Scotland’s chance to take the sting out of the centralized state
The outcome of the 18 September independence referendum, and what happens afterwards, will be decided by those who want ‘devo max’ – a compromise position which lies somewhere between devolution and full independence.
Neither unionists nor nationalists have big enough numbers to win without the support of these people, who want a weaker union but not a separate state.
Devo max is a variable proposition, but no version would give Scotland control over foreign policy, defence, immigration or macro-economics.
That means that devo max runs the risk of a continuation of the UK’s neo-colonial intervention and imposition of neoliberal economics around the world, delivered, where necessary, by force and justified by xenophobic moral panics at home.
Westminster governments of all political persuasions are highly centralized, and oriented around two square miles – the Square Mile of the City of London and the square mile (or so) of Faslane Naval Base.
No macro-economic policies of any parties likely to participate in government will act against the interests of the big investors of the City: the financiers, corporations, currency speculators, the sellers of hedge funds, futures derivatives and all manner of financial snake oil, the investment decision-makers in the global market. All policies are judged by what ‘the market’ will accept and what will attract fickle capital and prevent its flight.
At the same time, the UK’s nuclear arsenal at Faslane determines our defence and foreign policies. Although the Trident submarines are useless to protect against an attack on Britain, simply owning the weapons of mass destruction allows the UK to sit with the most powerful global actors and participate in their imperial adventures in Iraq, Afghanistan, North Africa, Ukraine, Palestine and wherever else they exert geopolitical influence to the detriment of local people.
Ironically, the Scottish National Party (SNP) in government has been moving its own policies on these issues closer to those of Westminster, to the chagrin of many supporters of independence. When the SNP decided that an independent Scotland would join NATO, two of its MSPs resigned in protest.
In the midst of the Israeli perpetration of war crimes in its ‘Operation Protective Edge’, SNP ministers distanced themselves from support for Palestine, refused to meet the Palestinian Archbishop of Jerusalem on a visit to Scotland, and started moving their government ever closer to a pro-Israel stance until mass protests forced a change of heart. Even its innovative Climate Justice fund is tainted by corporate capture.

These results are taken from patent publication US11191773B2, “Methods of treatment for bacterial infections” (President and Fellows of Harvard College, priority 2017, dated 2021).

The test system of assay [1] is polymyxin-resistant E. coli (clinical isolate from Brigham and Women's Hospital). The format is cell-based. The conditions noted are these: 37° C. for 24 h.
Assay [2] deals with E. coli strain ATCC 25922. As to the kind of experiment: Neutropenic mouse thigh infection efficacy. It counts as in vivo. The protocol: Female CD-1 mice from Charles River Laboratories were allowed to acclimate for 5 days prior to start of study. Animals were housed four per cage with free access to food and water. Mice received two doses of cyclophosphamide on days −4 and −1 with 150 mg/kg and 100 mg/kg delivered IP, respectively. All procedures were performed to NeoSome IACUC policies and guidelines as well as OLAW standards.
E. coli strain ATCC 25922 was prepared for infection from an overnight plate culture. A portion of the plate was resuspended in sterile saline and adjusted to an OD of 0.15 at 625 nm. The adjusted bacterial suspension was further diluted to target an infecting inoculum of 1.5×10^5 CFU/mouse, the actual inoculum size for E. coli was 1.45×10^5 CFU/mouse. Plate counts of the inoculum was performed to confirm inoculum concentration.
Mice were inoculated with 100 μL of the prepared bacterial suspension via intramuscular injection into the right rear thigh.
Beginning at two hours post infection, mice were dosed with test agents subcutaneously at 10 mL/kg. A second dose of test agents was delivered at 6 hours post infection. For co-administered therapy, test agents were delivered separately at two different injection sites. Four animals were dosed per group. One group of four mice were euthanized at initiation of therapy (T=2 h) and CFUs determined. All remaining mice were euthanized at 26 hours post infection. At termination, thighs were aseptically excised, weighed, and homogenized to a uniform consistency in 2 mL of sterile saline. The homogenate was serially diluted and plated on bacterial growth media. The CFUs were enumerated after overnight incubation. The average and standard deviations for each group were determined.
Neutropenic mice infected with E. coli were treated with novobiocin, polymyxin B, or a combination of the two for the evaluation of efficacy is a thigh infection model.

It is possible that the SNP government has made the calculation that shifting closer to the UK on international policies might entice more devo-maxers to vote yes than yes-voters to renege.
The arithmetic is probably correct, although the politics is wrong. Many yes supporters are not nationalists but dream of a Scotland with a Norwegian economy, Icelandic democracy, Finnish education, Danish redistribution, Swedish diplomacy or whatever their favoured small country is doing better than we currently do. In other words, an opportunity to build a better politics.
There are many who want Scottish independence precisely in order to break up the centralized, aggressive, imperial, xenophobic and neoliberal state that the United Kingdom has become.
Such people are in England, Wales and Northern Ireland as well as Scotland, and would welcome the opportunity that Scottish independence would provide for them.
Many are active in civil society – in NGOs, trades unions, churches, mosques, community groups and social movements – and pursue their politics not just through the narrow choices of the ballot box or market place, but in the streets, in the workplace, in the places of worship and in the alternative enterprises that they are creating.
The forces of civil (and often ‘uncivil’) society, of class solidarity, equality and internationalism, have made considerable progress within the political union that is the UK, but are now responding to globalization by demanding greater subsidiarity and a flatter global playing field.
Scottish independence is now the best way to help move the United Kingdom from having a corrosive influence on the world stage as cheerleader for neoliberalism and hawkish imperialism, towards its constituent parts (England, Wales, Northern Ireland, Scotland) co-operating with other equal partners across the globe.
This is not because Scotland is any ‘better’ than anywhere else – indeed, Scots of all classes disproportionately contributed to the British colonial effort over the 300 years of political union.
However, the momentum towards independence will contribute to taking the sting out of the centralized state’s over-inflated sense of self-importance.
Eurig Scandrett is an academic, educator and activist living in North Berwick. He is currently chair of Friends of the Earth Scotland, convenor of the Scottish Friends of Bhopal and active in trade union and Palestine solidarity campaigns. He is writing in a personal capacity.
This blog was commissioned as part of the 2014 Matters programme, a non-partisan group of Scottish organizations seeking to put global justice at the heart of the Independence debate. Visit 2014-matters.org to find out more.
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